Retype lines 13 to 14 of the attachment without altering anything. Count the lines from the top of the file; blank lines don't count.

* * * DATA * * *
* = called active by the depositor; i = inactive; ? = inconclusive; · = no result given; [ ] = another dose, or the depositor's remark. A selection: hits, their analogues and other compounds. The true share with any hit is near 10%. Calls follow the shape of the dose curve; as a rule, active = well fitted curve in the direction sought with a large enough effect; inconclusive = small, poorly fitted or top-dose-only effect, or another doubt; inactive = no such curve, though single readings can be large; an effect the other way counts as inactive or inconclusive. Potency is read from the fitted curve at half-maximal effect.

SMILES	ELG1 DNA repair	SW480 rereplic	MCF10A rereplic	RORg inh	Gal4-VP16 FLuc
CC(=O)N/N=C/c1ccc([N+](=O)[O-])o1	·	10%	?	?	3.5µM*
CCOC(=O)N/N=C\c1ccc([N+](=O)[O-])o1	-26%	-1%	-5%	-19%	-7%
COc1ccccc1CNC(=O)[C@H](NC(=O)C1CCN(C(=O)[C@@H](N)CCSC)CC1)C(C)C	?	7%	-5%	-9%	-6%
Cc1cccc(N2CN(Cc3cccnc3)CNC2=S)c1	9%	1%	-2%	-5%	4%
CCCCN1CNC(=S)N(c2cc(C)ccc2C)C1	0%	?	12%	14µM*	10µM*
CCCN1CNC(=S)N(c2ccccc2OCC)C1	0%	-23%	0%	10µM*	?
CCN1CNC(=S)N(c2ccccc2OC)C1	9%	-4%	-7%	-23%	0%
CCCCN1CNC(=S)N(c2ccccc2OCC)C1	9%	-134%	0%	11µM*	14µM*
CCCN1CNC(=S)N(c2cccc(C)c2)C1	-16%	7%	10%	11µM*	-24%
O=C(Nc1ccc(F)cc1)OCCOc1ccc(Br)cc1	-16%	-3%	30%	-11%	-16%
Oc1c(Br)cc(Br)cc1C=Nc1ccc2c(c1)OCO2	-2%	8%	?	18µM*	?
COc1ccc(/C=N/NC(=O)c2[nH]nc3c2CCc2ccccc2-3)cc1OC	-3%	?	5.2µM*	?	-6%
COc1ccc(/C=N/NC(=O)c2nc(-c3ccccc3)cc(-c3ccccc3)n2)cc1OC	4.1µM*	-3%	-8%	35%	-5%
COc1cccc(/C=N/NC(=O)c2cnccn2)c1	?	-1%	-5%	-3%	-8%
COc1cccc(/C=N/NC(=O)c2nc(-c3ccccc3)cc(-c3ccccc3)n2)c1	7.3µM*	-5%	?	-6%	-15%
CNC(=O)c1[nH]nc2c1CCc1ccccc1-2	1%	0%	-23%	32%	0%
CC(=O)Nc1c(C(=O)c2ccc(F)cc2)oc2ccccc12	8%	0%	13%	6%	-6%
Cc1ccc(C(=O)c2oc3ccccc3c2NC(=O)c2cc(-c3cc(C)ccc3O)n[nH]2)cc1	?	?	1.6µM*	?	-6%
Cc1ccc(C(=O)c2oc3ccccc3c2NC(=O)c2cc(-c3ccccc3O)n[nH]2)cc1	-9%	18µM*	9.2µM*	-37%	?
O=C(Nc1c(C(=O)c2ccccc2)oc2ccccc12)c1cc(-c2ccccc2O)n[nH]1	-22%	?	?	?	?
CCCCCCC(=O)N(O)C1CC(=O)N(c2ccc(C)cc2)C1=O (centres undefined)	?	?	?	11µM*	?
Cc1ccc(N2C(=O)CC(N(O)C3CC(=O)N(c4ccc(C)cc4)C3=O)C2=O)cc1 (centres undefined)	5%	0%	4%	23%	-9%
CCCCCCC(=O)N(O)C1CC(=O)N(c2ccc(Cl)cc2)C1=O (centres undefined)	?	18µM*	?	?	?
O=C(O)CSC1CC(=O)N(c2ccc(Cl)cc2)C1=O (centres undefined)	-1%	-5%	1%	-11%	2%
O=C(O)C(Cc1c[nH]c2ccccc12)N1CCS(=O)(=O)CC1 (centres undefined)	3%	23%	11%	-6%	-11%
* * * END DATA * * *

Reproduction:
Oc1c(Br)cc(Br)cc1C=Nc1ccc2c(c1)OCO2	-2%	8%	?	18µM*	?
COc1ccc(/C=N/NC(=O)c2[nH]nc3c2CCc2ccccc2-3)cc1OC	-3%	?	5.2µM*	?	-6%